Making predictable unpredictable with style – Behavioral and electrophysiological evidence for the critical role of prosodic expectations in the perception of prominence in speech
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Perceptual prominence of linguistic units such as words has been earlier connected to the concepts of predictability and attentional orientation. One hypothesis is that low-probability prosodic or lexical content is perceived as prominent due to the surprisal and high information value associated with the stimulus. However, the existing behavioral studies have used stimulus manipulations that follow or violate typical linguistic patterns present in the listeners’ native language, i.e., assuming that the listeners have already established a model for acceptable prosodic patterns in the language. In the present study, we investigated whether prosodic expectations and the resulting subjective impression of prominence is affected by brief statistical adaptation to suprasegmental acoustic features in speech, also in the case where the prosodic patterns do not necessarily follow language-typical marking for prominence. We first exposed listeners to five minutes of speech with uneven distributions of falling and rising fundamental frequency (F0) trajectories on sentence-final words, and then tested their judgments of prominence on a set of new utterances. The results show that the probability of the F0 trajectory affects the perception of prominence, a less frequent F0 trajectory making a word more prominent independently of the absolute direction of F0 change. In the second part of the study, we conducted EEG-measurements on a set of new subjects listening to similar utterances with predominantly rising or falling F0 on sentence-final words. Analysis of the resulting event-related potentials (ERP) reveals a significant difference in N200 and N400 ERP-component amplitudes between standard and deviant prosody, again independently of the F0 direction and the underlying lexical content. Since N400 has earlier been associated with semantic processing of stimuli, this suggests that listeners implicitly track probabilities at the suprasegmental level and that predictability of a prosodic pattern during a word has an impact to the semantic processing of the word. Overall, the study suggests that prosodic markers for prominence are at least partially driven by the statistical structure of recently perceived speech, and therefore prominence perception could be based on statistical learning mechanisms similar to those observed in early word learning, but in this case operating at the level of suprasegmental acoustic features.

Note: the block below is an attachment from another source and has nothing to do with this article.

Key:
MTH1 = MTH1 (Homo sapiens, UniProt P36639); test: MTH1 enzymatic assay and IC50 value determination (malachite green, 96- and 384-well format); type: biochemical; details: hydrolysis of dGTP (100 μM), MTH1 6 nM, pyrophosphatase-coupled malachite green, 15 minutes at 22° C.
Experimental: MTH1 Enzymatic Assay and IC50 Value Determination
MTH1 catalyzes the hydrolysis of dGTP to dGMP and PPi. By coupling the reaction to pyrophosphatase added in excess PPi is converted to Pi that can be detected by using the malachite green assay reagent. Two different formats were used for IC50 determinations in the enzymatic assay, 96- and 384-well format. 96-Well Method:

|Number of pages||19|
|Publication status||Published - 31 Jan 2018|
|MoE publication type||A1 Journal article-refereed|
- Attention, Event-related potentials, Prominence, Prosody, Speech perception, Statistical learning